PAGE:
It seems that dental care is being overlooked by both the governments of Australia and the US. The Sydney Morning Herald is reporting that The Australian government under Kevin Rudd is sitting on a report from his  government that addresses the need for dental care for all Australians. The report was issued by the National Health and Hospitals Reform Commission in July. The report calls for Denticare, a system that would resemble medicare and provide $3.6 billion per year for everything from cleanings to dentures, but mostly certainly not dental implants,  implant dentures or veneers. The Denticare plan could face opposition though, because it calls for a 0.75 increase in medicare tax, this would amount to an increased tax of $45o for those making $60,000 a year. When pressed on the Denticare issue raised by a resident of Darwin, Rudd admitted that the plan would cost ‘a lot of money.’ The Prime Minister hinted that his government would try to introduce a dental plan for retirees, but everyone under retirement age would have to obtain dental care through the current models.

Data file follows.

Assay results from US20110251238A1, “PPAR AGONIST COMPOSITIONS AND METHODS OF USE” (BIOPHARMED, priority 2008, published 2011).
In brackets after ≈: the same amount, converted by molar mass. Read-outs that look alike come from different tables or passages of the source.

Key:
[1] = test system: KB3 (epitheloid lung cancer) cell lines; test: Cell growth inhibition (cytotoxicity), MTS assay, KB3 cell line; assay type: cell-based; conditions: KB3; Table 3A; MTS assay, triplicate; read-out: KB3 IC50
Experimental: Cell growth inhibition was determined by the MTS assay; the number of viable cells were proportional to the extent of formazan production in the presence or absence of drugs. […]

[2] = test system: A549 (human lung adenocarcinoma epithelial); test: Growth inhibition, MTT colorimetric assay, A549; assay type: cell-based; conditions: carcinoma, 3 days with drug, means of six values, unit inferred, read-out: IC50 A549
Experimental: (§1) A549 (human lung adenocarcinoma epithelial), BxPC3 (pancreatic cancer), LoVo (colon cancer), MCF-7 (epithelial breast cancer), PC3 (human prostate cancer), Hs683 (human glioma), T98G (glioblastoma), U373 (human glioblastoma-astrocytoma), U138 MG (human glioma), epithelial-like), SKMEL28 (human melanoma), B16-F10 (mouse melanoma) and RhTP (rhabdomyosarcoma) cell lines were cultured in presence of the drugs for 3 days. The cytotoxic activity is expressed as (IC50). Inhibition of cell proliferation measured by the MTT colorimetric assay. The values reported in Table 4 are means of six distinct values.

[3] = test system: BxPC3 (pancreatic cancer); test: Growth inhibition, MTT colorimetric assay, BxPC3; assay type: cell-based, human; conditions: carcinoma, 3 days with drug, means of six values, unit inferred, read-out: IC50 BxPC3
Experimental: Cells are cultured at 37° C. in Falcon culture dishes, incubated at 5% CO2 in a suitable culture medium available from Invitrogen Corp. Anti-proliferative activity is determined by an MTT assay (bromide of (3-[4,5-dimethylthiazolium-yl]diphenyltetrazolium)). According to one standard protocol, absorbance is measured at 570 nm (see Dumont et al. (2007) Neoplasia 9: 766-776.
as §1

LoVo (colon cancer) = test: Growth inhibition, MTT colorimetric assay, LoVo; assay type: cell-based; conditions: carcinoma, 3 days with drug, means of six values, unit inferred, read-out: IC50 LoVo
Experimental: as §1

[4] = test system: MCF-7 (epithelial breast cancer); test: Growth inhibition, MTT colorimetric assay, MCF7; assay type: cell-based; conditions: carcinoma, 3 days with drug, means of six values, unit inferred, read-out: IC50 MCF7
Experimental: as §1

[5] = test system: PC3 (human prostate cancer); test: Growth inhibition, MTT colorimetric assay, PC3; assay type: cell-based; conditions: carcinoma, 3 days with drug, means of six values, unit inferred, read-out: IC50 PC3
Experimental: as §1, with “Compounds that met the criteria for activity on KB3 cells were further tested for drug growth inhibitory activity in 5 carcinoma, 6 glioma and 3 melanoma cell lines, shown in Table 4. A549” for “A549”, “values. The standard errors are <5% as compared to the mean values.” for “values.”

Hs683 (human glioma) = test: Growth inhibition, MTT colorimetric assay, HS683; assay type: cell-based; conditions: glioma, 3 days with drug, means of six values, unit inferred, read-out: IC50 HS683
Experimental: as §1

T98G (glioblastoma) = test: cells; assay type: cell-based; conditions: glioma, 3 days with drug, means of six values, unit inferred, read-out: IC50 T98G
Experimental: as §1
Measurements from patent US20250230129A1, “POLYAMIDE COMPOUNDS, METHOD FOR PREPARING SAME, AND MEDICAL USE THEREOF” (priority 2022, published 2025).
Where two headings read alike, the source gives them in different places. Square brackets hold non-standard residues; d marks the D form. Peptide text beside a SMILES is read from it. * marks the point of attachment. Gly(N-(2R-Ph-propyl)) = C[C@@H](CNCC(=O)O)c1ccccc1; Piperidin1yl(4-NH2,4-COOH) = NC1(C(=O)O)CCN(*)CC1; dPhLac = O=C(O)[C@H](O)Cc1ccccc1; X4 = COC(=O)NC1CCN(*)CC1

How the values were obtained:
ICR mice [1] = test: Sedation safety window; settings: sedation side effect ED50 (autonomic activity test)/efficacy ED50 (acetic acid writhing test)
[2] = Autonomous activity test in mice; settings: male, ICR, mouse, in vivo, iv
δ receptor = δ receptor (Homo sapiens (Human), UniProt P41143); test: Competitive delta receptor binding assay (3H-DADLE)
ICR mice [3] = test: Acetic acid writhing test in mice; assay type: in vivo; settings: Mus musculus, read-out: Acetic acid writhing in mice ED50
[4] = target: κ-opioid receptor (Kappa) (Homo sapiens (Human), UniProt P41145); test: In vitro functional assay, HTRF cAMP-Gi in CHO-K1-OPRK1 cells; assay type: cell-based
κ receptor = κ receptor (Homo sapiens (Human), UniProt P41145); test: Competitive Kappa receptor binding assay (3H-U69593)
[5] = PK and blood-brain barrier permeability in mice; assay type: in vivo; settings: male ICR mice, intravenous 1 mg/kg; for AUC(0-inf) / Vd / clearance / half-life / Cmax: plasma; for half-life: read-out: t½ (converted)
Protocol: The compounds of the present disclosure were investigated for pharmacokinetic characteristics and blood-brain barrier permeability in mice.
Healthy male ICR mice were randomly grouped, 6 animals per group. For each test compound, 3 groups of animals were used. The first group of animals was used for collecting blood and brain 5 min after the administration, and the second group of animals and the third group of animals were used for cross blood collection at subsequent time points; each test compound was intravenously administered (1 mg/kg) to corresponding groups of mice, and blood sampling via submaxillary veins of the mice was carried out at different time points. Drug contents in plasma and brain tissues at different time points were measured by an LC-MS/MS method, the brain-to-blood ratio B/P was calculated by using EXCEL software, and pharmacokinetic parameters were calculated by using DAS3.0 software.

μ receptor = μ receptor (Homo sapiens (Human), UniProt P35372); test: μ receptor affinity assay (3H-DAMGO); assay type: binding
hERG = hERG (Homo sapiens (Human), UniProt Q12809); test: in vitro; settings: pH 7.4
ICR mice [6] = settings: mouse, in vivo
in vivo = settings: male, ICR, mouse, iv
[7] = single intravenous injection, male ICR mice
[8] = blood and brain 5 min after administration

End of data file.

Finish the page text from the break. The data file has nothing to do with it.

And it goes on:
Over in the US many dentists and consumers are waiting to see if there is any dental coverage in the health insurance plan set to be signed into law by President Obama this week. At the time of writing this post there did not seem to be any mention of dental or vision in the US Health Care Act. The act itself is a bit difficult to find and there is no mention of it on the US Congress homepage, which is surprising in that it has been heralded as the most significant piece of social legislation is decades. According to a piece in the Washington Post from Summer 2009, it seems like a remote possibility that dental care will be in the health care bill passed this week. In that article, the dentists interviewed felt that dental care was being overlooked in the bill that was floating around congress at the time.  One of the reasons that this incarnation of the bill passed is that legislators could show that the bill would lower the deficit over time, this would seem unlikely if dental and vision coverage were added to the bill. With that said maybe a dental cleaning and a pair of GI glasses are in the bill somewhere. Once this blog has the definitive yes or no to the question, we will pass it along.